|Union Mill, Cranbrook|
Registered charity no.1031879
History of the Mill
Cranbrook Windmill was built for Mary Dobell by the Cranbrook millwright, James Humphrey, in 1814, just before the end of the Napoleonic Wars, to set up her son, Henry, in business. After Napoleon was defeated in 1815, there was a great depression in England and many businesses went into bankruptcy, including Henry Dobell's in 1819. As a result, it was conveyed to and operated by a union of creditors, local farmers and businessmen, hence the name, "Union Mill". When Mary Dobell's debts had been paid off, it was sold to John and George Russell in 1832 and remained in the Russell family until the death of John's great grandson, another John Russell, in 1958.
Originally the mill had common sweeps with canvas to catch the wind and the cap was turned manually by a chain and Y-wheel. However, in 1840 the Russells decided to modernise the mill. They employed the millwrights Medhurst of Lewes to fit a new iron windshaft and gearwork, as well as the new style Cubitt's patent sweeps. Next, they employed Warrens, the millwrights of Hawkhurst, to fit a fantail.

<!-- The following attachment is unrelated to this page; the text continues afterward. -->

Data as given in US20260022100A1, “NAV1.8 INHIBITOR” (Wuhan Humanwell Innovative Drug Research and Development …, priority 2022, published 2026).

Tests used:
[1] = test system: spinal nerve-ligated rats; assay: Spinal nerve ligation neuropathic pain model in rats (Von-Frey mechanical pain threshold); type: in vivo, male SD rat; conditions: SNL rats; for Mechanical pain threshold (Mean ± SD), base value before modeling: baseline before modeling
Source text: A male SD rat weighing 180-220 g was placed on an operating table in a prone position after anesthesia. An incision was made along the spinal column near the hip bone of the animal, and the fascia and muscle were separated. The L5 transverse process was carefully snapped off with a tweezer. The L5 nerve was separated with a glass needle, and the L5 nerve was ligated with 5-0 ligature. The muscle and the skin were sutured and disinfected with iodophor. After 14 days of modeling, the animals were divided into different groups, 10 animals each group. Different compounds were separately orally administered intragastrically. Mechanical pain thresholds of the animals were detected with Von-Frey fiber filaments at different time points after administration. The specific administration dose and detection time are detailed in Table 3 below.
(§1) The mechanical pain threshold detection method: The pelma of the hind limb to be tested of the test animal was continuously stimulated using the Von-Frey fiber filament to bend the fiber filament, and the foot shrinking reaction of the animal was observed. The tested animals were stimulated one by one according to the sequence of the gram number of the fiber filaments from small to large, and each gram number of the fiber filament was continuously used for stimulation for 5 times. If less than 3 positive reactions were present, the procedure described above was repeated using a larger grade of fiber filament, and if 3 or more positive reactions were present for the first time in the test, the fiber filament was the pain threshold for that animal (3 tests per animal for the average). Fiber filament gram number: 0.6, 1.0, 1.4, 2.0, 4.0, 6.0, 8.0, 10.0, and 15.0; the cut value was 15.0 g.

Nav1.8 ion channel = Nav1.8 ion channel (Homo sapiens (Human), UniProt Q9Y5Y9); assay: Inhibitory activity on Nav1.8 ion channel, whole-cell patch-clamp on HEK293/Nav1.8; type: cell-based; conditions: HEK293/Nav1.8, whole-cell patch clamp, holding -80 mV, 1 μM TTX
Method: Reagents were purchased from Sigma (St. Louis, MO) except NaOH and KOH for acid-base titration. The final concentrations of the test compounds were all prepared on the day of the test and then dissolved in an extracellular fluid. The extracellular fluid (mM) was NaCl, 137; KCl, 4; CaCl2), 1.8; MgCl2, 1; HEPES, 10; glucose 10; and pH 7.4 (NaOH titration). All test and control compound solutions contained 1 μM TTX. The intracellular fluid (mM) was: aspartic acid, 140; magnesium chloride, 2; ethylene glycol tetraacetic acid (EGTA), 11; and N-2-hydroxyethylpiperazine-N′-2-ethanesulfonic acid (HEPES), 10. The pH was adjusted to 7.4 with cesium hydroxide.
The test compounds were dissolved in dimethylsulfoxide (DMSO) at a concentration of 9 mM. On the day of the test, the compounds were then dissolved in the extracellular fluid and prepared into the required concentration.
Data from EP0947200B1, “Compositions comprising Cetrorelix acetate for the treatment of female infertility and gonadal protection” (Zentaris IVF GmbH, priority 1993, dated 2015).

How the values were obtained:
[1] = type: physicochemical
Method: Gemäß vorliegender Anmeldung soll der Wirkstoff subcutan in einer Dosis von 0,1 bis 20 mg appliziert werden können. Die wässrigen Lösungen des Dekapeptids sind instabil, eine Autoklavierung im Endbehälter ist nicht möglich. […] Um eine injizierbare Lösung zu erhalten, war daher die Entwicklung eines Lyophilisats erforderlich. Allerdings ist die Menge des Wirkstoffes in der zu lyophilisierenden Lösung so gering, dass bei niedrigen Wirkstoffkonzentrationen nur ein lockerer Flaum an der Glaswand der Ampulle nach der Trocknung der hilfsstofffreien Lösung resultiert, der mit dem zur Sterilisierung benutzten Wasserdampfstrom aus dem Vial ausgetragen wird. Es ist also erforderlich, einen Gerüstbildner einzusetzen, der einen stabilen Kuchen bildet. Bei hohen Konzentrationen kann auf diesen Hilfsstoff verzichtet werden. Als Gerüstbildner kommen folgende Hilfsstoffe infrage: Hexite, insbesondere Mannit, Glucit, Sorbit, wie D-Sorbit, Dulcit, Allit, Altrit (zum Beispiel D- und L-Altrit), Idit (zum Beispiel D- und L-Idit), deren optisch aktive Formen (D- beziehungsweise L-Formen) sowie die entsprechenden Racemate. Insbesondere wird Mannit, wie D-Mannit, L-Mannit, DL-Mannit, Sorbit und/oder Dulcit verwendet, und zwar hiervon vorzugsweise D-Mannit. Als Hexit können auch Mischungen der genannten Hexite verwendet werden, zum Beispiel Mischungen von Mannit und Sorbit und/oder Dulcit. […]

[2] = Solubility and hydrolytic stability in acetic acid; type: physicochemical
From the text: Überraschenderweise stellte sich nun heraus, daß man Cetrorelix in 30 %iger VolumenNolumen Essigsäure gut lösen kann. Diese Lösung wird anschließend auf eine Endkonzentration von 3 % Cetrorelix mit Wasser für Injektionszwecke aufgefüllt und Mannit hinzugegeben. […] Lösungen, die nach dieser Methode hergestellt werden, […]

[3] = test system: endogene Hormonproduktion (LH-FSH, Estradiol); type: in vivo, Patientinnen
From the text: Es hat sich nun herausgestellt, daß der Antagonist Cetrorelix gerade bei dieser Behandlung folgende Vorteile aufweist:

The partnership between John (right) and George (left) was dissolved, probably by 1850, as George had become firmly established at Furnace Mill (a water mill) in Hawkhurst by 1851. John's eldest son, Caleb, died aged only 20 in 1847, and so his only other son, Ebenezer, took over after John's death in 1875. The mill passed to Ebenezer's son, Hugh, and then to Hugh's brother, also named Caleb.
Grinding by wind was always unreliable, so that in 1863 a ten horse-power Middleton steam engine was installed to drive three sets of millstones in the base of the mill. By 1870, milling by wind had virtually ceased, and in 1912, Caleb Russell removed the shutters from the sweeps and the fantail was also taken down. Latterly grain was milled for livestock use only.
In 1960 the Mill was taken over by Kent County Council who, with the support of the Society for the Protection of Ancient Buildings, put the Mill into good repair. The Cranbrook Windmill Association was formed in 1982 to look after the Mill, open it to the public and carry out further restoration work.
Read more about Cranbrook in 1814.
There are more detailed articles on the History of the mill as follows: